Wednesday, May 29, 2013
MEMOIRS OF A HACK MECHANIC By Rob Siegel
MEMOIRS OF A HACK MECHANIC
By Rob Siegel
Review by Tom Miller
Someone said, “Hey Tom. You’re a car guy. This book is being released soon and it’s right up your alley, why don’t you give it a review?” I said OK and the publisher Fed Ex’ed a copy to me. I dove into it knowing that the release was scheduled within the next couple of weeks and I set myself a deadline to get the book read and the review written as quickly as possible. But as I set about the task at hand, I found that each time I picked up the book I had this sense of resentment. Odd.
It took me a session or two before I realized that what I resented was the fact that I was under a deadline and that I needed to rush. This is not a book to rush through. Not if you are a car guy. If you are a car guy this is a book to stroll through. I don’t know how to define exactly what a car guy is, but I know that I am one. And I know that all car guys know what the term means – and their loved ones probably know as well. You know, you recognize the smell of brake fluid and old grease that lingers like cologne when you enter a room. You have barked knuckles and a screw driver in your back pocket. You think about shock absorbers and tune ups and stuff like that.
Anyway, this book is written by a car guy for car guys about car guy experiences. It is part autobiography, part encyclopedia, and part advice column. It is chocked full of useful hints about everything from acquiring a car, repairing a car and even when the sad event is necessary, disposing of a car. It is a lifetime of experience hard won and passed on gladly.
Now I will forgive Rob for focusing on his passion – BMWs – since I am a died in the wool Detroit iron fan of the 50s, 60s, and 70s, (…and newer, …or older, if a neat car pops up), but as all car guys know, experience generalizes and sound advice is sound advice. And this book is full of sound advice. Rob has written a column for the BMW Car Club of America’s magazine Roundel for over twenty-five years, no mean feat in itself. To have accomplished that kind of longevity with what surely must be a group of BMW purists speaks volumes.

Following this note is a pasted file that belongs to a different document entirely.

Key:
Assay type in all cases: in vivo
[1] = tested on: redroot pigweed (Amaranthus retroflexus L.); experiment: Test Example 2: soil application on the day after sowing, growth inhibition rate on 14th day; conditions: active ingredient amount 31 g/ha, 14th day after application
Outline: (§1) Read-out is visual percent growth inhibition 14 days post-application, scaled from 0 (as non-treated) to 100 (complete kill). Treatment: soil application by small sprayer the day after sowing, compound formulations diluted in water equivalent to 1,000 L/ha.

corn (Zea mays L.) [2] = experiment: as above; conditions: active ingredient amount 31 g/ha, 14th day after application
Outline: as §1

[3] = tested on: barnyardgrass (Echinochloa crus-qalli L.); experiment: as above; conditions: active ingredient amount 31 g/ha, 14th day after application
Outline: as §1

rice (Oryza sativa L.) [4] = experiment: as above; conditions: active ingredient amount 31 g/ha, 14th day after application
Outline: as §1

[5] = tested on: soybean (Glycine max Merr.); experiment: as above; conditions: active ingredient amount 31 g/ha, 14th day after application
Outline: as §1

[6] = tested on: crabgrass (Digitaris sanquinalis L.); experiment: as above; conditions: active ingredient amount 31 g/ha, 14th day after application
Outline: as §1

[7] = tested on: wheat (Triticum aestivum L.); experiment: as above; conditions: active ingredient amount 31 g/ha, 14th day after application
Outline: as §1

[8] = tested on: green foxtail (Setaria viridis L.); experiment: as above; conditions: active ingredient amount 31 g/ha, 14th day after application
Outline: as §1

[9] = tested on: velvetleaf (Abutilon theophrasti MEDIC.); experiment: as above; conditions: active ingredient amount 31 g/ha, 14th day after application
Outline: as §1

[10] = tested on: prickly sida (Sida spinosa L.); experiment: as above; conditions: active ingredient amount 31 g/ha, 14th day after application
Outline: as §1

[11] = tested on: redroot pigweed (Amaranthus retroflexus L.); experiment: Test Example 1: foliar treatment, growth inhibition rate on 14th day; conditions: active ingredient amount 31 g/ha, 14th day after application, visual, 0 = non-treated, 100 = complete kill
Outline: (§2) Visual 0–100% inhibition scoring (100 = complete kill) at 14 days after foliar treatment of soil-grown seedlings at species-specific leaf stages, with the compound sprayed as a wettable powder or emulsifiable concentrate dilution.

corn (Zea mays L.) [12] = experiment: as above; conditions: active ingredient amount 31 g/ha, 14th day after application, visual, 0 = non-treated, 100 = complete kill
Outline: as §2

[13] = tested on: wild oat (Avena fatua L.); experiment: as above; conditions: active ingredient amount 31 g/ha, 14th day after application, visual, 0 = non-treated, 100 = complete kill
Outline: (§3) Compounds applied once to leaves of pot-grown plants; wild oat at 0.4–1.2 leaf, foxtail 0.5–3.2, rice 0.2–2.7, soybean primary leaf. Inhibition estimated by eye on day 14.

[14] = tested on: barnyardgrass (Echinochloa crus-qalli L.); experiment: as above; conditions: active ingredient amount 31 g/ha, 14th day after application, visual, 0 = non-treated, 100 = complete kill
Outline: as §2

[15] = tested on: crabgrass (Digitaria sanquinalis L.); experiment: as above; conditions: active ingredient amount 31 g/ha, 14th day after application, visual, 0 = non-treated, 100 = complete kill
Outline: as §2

Included in the book are some amusing anecdotes as well as some self incurred foibles that get told, all of which adds to its entertainment value. And there are some really neat photos of his passions and his rather unique five car garage – one bay of which is under the deck (why not? Car guys know how to do that kind of stuff).
This is a book that I will lend out but only grudgingly and to friends who have demonstrated that they are responsible enough to be trusted to not abscond with it. I also will buy copies of it to give to other car guys for birthdays and I most definitely would recommend it for the upcoming Fathers Day. Especially if…your Dad is a car guy!
**** Tom Miller is a retired auto industry executive, and an occasional reviewer for BASPP.